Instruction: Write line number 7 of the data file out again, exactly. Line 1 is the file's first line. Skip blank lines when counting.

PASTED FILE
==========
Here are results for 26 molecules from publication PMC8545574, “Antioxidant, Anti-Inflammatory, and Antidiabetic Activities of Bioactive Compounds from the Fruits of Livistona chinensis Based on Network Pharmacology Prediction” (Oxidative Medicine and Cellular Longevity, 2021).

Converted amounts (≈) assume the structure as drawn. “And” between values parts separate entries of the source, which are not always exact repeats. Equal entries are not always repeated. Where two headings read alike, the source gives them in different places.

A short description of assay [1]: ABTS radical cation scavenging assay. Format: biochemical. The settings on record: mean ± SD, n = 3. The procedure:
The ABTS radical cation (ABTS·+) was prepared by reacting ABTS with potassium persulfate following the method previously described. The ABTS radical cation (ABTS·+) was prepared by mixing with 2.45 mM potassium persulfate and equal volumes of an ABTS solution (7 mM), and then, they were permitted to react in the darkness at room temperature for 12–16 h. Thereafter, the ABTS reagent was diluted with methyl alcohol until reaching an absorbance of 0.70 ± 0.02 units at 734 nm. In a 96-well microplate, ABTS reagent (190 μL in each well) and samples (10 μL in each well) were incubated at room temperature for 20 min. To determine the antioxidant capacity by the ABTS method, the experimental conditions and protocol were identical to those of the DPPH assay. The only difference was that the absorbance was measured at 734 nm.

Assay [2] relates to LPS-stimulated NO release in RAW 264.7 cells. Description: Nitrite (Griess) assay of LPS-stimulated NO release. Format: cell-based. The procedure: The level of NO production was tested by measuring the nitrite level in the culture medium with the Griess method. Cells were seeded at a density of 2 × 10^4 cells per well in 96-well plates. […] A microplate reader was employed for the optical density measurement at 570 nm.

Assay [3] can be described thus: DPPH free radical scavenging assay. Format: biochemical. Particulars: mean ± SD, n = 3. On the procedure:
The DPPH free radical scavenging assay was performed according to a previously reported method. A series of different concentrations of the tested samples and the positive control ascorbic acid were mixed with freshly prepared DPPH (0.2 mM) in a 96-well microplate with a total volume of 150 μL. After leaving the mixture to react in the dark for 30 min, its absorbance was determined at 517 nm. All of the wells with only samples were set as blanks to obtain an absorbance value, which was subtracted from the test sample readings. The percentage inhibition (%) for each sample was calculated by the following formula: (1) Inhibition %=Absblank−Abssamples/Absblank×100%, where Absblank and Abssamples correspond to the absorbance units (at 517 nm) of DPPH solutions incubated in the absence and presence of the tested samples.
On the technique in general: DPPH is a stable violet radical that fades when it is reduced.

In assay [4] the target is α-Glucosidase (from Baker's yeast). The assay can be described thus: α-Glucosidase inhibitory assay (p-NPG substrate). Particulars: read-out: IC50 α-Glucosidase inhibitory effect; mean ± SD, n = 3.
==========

The DPPH free radical scavenging assay was performed according to a previously reported method. A series of different concentrations of the tested samples and the positive control ascorbic acid were mixed with freshly prepared DPPH (0.2 mM) in a 96-well microplate with a total volume of 150 μL. After leaving the mixture to react in the dark for 30 min, its absorbance was determined at 517 nm. All of the wells with only samples were set as blanks to obtain an absorbance value, which was subtracted from the test sample readings. The percentage inhibition (%) for each sample was calculated by the following formula: (1) Inhibition %=Absblank−Abssamples/Absblank×100%, where Absblank and Abssamples correspond to the absorbance units (at 517 nm) of DPPH solutions incubated in the absence and presence of the tested samples.